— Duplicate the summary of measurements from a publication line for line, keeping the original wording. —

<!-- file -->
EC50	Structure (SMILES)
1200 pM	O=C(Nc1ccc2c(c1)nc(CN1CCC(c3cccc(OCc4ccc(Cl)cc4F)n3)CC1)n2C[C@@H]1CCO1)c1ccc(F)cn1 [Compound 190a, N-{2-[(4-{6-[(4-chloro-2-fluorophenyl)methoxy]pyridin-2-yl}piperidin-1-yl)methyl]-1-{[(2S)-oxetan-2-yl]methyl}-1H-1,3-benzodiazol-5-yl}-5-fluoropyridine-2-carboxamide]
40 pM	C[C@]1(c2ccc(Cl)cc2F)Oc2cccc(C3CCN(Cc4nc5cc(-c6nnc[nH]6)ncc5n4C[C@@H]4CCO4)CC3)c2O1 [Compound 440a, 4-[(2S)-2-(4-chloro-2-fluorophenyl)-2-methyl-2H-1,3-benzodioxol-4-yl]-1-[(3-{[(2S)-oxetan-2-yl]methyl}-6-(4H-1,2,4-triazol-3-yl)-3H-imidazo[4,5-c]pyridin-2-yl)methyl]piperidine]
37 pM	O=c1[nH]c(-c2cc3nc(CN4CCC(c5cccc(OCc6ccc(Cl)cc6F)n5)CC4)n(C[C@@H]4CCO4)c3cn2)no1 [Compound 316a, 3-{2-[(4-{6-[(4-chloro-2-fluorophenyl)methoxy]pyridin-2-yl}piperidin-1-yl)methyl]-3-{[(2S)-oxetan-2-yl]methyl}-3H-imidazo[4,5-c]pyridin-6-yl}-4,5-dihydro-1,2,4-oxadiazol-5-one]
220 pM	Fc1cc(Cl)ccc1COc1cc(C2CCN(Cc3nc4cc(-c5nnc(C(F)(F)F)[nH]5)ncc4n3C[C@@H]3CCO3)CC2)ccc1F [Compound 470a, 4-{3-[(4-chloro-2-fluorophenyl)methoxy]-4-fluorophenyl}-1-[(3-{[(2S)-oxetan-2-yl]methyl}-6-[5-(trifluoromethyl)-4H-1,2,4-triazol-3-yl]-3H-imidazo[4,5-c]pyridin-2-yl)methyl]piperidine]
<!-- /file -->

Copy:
EC50	Structure (SMILES)
1200 pM	O=C(Nc1ccc2c(c1)nc(CN1CCC(c3cccc(OCc4ccc(Cl)cc4F)n3)CC1)n2C[C@@H]1CCO1)c1ccc(F)cn1 [Compound 190a, N-{2-[(4-{6-[(4-chloro-2-fluorophenyl)methoxy]pyridin-2-yl}piperidin-1-yl)methyl]-1-{[(2S)-oxetan-2-yl]methyl}-1H-1,3-benzodiazol-5-yl}-5-fluoropyridine-2-carboxamide]
40 pM	C[C@]1(c2ccc(Cl)cc2F)Oc2cccc(C3CCN(Cc4nc5cc(-c6nnc[nH]6)ncc5n4C[C@@H]4CCO4)CC3)c2O1 [Compound 440a, 4-[(2S)-2-(4-chloro-2-fluorophenyl)-2-methyl-2H-1,3-benzodioxol-4-yl]-1-[(3-{[(2S)-oxetan-2-yl]methyl}-6-(4H-1,2,4-triazol-3-yl)-3H-imidazo[4,5-c]pyridin-2-yl)methyl]piperidine]
37 pM	O=c1[nH]c(-c2cc3nc(CN4CCC(c5cccc(OCc6ccc(Cl)cc6F)n5)CC4)n(C[C@@H]4CCO4)c3cn2)no1 [Compound 316a, 3-{2-[(4-{6-[(4-chloro-2-fluorophenyl)methoxy]pyridin-2-yl}piperidin-1-yl)methyl]-3-{[(2S)-oxetan-2-yl]methyl}-3H-imidazo[4,5-c]pyridin-6-yl}-4,5-dihydro-1,2,4-oxadiazol-5-one]
220 pM	Fc1cc(Cl)ccc1COc1cc(C2CCN(Cc3nc4cc(-c5nnc(C(F)(F)F)[nH]5)ncc4n3C[C@@H]3CCO3)CC2)ccc1F [Compound 470a, 4-{3-[(4-chloro-2-fluorophenyl)methoxy]-4-fluorophenyl}-1-[(3-{[(2S)-oxetan-2-yl]methyl}-6-[5-(trifluoromethyl)-4H-1,2,4-triazol-3-yl]-3H-imidazo[4,5-c]pyridin-2-yl)methyl]piperidine]